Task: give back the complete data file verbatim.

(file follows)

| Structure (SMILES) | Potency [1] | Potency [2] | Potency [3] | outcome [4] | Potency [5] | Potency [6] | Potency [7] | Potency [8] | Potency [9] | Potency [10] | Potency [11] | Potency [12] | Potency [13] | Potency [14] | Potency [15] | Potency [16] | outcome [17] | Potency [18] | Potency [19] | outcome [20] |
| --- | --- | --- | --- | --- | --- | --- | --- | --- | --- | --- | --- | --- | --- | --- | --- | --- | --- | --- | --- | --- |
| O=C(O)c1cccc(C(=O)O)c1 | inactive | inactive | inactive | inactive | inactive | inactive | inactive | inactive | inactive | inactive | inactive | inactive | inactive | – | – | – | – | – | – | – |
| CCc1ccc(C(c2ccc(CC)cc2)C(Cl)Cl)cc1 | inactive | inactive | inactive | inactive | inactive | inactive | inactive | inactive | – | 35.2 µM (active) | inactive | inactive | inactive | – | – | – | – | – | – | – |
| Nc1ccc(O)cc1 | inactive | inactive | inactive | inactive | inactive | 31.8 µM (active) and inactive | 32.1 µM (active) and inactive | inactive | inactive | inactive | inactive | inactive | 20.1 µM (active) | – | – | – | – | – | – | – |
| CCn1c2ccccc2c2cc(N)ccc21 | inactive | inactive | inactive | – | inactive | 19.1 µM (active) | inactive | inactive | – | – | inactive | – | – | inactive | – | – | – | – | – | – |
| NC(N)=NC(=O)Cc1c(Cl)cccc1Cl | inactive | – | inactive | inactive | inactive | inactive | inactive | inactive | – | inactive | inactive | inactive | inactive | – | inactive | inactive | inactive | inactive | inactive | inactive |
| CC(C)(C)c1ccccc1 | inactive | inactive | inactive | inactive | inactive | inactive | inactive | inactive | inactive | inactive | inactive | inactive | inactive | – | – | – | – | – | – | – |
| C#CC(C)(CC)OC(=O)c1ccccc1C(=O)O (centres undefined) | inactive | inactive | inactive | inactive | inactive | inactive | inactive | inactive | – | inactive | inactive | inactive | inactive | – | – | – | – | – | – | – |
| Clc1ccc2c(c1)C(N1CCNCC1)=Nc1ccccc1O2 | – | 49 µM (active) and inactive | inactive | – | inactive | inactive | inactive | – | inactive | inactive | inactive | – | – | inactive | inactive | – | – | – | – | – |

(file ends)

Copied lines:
| Structure (SMILES) | Potency [1] | Potency [2] | Potency [3] | outcome [4] | Potency [5] | Potency [6] | Potency [7] | Potency [8] | Potency [9] | Potency [10] | Potency [11] | Potency [12] | Potency [13] | Potency [14] | Potency [15] | Potency [16] | outcome [17] | Potency [18] | Potency [19] | outcome [20] |
| --- | --- | --- | --- | --- | --- | --- | --- | --- | --- | --- | --- | --- | --- | --- | --- | --- | --- | --- | --- | --- |
| O=C(O)c1cccc(C(=O)O)c1 | inactive | inactive | inactive | inactive | inactive | inactive | inactive | inactive | inactive | inactive | inactive | inactive | inactive | – | – | – | – | – | – | – |
| CCc1ccc(C(c2ccc(CC)cc2)C(Cl)Cl)cc1 | inactive | inactive | inactive | inactive | inactive | inactive | inactive | inactive | – | 35.2 µM (active) | inactive | inactive | inactive | – | – | – | – | – | – | – |
| Nc1ccc(O)cc1 | inactive | inactive | inactive | inactive | inactive | 31.8 µM (active) and inactive | 32.1 µM (active) and inactive | inactive | inactive | inactive | inactive | inactive | 20.1 µM (active) | – | – | – | – | – | – | – |
| CCn1c2ccccc2c2cc(N)ccc21 | inactive | inactive | inactive | – | inactive | 19.1 µM (active) | inactive | inactive | – | – | inactive | – | – | inactive | – | – | – | – | – | – |
| NC(N)=NC(=O)Cc1c(Cl)cccc1Cl | inactive | – | inactive | inactive | inactive | inactive | inactive | inactive | – | inactive | inactive | inactive | inactive | – | inactive | inactive | inactive | inactive | inactive | inactive |
| CC(C)(C)c1ccccc1 | inactive | inactive | inactive | inactive | inactive | inactive | inactive | inactive | inactive | inactive | inactive | inactive | inactive | – | – | – | – | – | – | – |
| C#CC(C)(CC)OC(=O)c1ccccc1C(=O)O (centres undefined) | inactive | inactive | inactive | inactive | inactive | inactive | inactive | inactive | – | inactive | inactive | inactive | inactive | – | – | – | – | – | – | – |
| Clc1ccc2c(c1)C(N1CCNCC1)=Nc1ccccc1O2 | – | 49 µM (active) and inactive | inactive | – | inactive | inactive | inactive | – | inactive | inactive | inactive | – | – | inactive | inactive | – | – | – | – | – |